Are medieval days here again? with a vegetable we love to hate
|Broccoli loving Drusus Minor|
|Now just three wives short of Henry VIII.|
At its peak, the Roman Empire covered approximately five million square kilometres and was home to roughly a quarter of the world's population. But despite its advanced infrastructure and immense power, the empire was brought to its knees by natural forces including disease and climate change. While we do live in a different world, where we are continuing to develop control over infectious disease, there are still lessons to be learnt looking back on ancient societies - and our control over such problems remains far from perfect. Pandemics and the unexpected changes they bring have always been part of the natural world and globalisation tends to increase the chances of widespread disease outbreaks.
Germany is today a top-ranking power: rich, strong, and efficiently governed. But just over 200 years ago, most of its current territory was a shambolic mess — part of the Holy Roman Empire, which even at the time was recognized as an anachronistic political fossil. More than a thousand years old at that point, this empire, not to be confused with the Roman Empire was a patchwork of hundreds of different duchies, electorates, principalities, kingdoms, church lands, and so forth, some of them just a few dozen acres (Liechtenstein is one of these relics which still survives), with an exceptionally complicated and illogical tangle of legal institutions overlaying them all..... ....Surpassed by history, the confederation was ripe for the picking by an opportunistic tyrant.This sound vaguely familiar?
The United States today also bears an uncomfortable similarity to that doomed empire. Who expected then that within about half a year, Donald Trump would manage to fast-forward the country through half a century of Roman history, to the doorstep of the Civil Wars that destroyed what little was left of Republican Rome.The storming of the senate and capitol hill was a strong reminder.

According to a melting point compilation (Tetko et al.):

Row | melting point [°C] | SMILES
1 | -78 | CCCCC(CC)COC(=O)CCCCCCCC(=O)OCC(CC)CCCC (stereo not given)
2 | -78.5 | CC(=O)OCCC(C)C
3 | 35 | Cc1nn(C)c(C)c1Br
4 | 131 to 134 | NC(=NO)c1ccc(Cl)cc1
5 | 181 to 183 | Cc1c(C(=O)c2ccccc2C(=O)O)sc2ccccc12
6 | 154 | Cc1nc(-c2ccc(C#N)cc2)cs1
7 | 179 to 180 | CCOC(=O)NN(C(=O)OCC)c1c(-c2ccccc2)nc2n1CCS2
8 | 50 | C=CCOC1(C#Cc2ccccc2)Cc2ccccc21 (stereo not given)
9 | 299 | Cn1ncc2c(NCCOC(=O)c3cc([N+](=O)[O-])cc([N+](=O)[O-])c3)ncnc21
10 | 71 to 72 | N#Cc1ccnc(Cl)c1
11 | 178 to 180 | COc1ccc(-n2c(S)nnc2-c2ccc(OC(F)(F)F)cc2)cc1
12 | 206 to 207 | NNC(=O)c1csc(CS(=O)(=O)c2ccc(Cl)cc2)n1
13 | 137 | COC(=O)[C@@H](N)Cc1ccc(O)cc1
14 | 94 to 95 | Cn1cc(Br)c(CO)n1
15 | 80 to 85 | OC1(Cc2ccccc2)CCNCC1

Of course, no historical analogy is exact. The collapse of the Republic was brought on by a combination of structural flaws in its politics and governance, and the self-serving ambitions of ruthless individuals that exploited them.
While the causes were many, inter-related, and complex, at their root was a system that defied any notion of the common good and was devoid of political means to resolve rather than exacerbate division.
But the Roman Republic was more like what we might think of today as a “publicly held corporation” and, essentially, treated as private property. Officials used public office to profit personally and directly (and openly).
The Romans had few compunctions about beggaring their defeated enemies.They had always been careful to reward their friends. Jenrick, Rawlinson, doling out lucrative contracts, helping billionaire property tycoons cut costs, or handing out lifetime seats in the"senate." The guiding principle is the same as those of the Roman republic, built on an arrogance of those who believed they were untouchable and that rules were for mere mortals. Of course, it takes money to make money, so only the very wealthy could afford to pursue these rewards because, along the way, they were expected personally to pay for the lavish spectacles, such as the famous gladiatorial games, that sated the public, as well as major public works and public building projects. The Roman state, in short, while ostensibly “public,” had long since been thoroughly privatized. Encouragement of betrayal, snitching/ dobbing on your neighbours; will a man´s death in the UK soon become a sport, a spectacle of Johnson's electorate metaphorically being being thrown to the lions. Along with the Etonian venality and incompetence, cavalier abuse of the constitution and breaking international law has now become the norm it seems.